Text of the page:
§ 100. Mr. C. CROOK
asked the Under-Secretary of Stat for War how many instructors in the Army Educational Corps are ex-Army schoolmasters; how many are non-commissioned officers who have been transferred from regimental duties; and whether, in view of the experience and extended professional training of ex-Army schoolmasters, it is proposed to retain their services in preference to the continued employment of non-commissioned officers who have not been trained for those particular duties.
There are 202 ex-Army schoolmasters employed as 2569 instructors in the Army Educational Corps and 208 non-commissioned officers transferred from regimental duties; many of the latter have had previous training as teachers in civil life. If further reductions are necessary, due consideration on their merits will be given to the claims of ex-Army schoolmasters for retention on grounds of experience and training.
§ 101. Mr. C. CROOK
asked the Under-Secretary of State for War whether, in view of the undertaking given to ex-Army schoolmasters on transfer to the Army Educational Corps that, if approved, they would be promoted to warrant officers, Class I, on completion of eight years' service from the date of confirmation in their appointments, the acceptance of compensation by them as a condition of abrogation of their rights of promotion, as published in Army Order 54/1923, is entirely optional?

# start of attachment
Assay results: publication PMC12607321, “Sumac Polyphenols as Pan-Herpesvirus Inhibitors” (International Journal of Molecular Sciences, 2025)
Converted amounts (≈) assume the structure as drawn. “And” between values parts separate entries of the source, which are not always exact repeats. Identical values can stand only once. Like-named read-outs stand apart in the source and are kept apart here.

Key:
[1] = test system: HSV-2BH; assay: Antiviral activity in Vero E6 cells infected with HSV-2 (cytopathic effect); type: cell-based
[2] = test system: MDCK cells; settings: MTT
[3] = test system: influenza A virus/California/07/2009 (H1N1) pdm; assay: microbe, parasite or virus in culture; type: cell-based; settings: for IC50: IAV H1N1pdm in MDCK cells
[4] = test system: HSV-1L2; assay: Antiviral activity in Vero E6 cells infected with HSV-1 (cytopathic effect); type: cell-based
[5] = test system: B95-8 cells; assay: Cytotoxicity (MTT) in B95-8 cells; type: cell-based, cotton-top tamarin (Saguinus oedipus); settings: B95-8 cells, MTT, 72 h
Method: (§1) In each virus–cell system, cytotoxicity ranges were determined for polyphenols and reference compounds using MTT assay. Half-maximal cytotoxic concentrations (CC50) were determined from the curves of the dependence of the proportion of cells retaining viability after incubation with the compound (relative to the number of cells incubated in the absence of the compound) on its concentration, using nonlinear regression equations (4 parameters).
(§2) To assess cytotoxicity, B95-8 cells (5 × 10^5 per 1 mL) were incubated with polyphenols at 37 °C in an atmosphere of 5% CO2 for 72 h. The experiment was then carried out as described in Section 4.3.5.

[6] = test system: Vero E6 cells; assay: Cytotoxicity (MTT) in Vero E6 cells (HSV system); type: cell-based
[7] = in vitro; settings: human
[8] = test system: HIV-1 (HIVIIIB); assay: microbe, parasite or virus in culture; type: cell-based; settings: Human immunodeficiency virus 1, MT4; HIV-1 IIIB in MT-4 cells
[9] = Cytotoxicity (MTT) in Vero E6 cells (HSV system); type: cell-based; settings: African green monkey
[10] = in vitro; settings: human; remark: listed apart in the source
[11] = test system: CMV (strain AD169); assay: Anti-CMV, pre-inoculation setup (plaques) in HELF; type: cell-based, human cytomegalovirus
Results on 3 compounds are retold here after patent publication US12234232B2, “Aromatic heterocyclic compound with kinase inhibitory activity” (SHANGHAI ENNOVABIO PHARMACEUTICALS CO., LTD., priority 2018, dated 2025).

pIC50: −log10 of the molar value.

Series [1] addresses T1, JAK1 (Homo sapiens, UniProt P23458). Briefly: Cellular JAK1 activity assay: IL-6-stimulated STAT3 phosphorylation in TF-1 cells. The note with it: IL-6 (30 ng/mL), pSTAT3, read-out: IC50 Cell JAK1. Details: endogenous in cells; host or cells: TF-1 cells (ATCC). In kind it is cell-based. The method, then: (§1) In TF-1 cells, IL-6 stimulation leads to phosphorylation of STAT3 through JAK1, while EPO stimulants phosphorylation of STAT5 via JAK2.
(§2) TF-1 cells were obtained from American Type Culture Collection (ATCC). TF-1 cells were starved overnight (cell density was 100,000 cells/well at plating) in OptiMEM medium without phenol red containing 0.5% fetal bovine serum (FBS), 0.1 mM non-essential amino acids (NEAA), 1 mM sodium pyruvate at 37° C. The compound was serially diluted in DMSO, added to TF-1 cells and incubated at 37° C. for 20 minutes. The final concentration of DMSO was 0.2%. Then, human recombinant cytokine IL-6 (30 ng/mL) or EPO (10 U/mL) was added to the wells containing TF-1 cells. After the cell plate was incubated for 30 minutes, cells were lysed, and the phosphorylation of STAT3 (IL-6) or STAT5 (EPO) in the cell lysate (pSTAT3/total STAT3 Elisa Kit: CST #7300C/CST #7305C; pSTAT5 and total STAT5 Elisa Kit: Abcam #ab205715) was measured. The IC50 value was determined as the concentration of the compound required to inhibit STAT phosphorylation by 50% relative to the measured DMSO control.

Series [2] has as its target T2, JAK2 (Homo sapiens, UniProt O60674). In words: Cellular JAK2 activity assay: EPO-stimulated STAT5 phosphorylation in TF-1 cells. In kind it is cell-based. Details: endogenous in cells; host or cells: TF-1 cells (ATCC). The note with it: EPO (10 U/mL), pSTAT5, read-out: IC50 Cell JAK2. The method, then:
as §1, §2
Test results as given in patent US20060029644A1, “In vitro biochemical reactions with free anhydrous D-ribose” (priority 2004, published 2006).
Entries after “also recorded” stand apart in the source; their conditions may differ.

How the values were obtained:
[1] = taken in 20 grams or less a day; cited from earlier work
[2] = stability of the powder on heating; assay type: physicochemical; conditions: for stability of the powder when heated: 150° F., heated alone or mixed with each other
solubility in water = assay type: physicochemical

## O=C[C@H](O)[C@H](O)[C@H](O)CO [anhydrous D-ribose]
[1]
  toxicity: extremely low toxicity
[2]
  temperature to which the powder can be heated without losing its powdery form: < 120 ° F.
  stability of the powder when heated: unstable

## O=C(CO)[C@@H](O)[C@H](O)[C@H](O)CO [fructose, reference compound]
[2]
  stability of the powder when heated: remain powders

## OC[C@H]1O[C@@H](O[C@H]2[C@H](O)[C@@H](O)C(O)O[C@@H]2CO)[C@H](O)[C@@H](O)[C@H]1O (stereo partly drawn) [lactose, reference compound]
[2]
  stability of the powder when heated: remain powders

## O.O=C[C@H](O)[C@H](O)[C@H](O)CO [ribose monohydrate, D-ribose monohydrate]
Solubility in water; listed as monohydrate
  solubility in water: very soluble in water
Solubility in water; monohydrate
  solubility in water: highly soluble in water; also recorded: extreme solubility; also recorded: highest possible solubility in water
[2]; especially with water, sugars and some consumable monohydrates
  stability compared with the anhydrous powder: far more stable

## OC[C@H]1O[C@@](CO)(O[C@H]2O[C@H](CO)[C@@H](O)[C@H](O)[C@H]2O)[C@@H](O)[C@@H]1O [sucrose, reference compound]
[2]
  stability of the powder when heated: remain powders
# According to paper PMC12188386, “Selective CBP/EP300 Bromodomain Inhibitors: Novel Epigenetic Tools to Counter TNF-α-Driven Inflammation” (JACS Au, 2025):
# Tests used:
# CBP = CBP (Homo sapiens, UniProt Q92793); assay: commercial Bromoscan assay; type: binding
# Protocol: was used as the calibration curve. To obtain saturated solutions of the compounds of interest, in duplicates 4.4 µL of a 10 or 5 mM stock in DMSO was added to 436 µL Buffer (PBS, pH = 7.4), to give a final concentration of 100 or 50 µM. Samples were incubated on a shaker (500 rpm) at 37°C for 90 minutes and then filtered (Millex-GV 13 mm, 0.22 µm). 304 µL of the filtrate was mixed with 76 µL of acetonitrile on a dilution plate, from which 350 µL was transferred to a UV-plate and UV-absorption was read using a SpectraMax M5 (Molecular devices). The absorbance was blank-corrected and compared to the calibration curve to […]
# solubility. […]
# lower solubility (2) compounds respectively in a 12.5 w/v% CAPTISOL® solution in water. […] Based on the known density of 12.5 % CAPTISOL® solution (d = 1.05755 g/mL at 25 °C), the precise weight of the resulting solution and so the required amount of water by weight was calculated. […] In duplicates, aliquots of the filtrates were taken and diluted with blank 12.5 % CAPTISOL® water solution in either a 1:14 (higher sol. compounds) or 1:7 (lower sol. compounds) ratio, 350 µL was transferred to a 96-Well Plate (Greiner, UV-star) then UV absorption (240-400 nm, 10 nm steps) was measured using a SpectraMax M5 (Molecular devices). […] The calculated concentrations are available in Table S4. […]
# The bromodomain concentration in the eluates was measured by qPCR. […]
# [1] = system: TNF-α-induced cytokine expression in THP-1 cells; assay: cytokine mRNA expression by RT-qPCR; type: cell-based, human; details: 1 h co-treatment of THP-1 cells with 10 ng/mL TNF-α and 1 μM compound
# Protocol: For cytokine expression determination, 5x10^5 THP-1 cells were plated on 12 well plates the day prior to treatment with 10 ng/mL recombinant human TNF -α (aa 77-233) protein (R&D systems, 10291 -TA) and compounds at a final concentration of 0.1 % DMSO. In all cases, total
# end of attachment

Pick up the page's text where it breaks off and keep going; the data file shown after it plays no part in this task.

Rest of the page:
No, Sir; I regret that, owing to the reductions effected in the establishment of the Army Educational Corps last year, it is impossible to allow time promotion of warrant officers, Class 1 and 2, to continue. The acceptance of compensation is therefore not optional, but the alternative would have been the discharge of those concerned in addition to the other
§ discharges which were necessary on reduction of establishment.
§ Mr. R. C. MORRISON
In view of the terms of the War Office letter with reference to this matter, is not this decision a distinct breach of faith?
It is admitted that a promise of employment was held out to these officers, but owing to the exigencies of the public service that promise could not be carried out and generous compensation was substituted.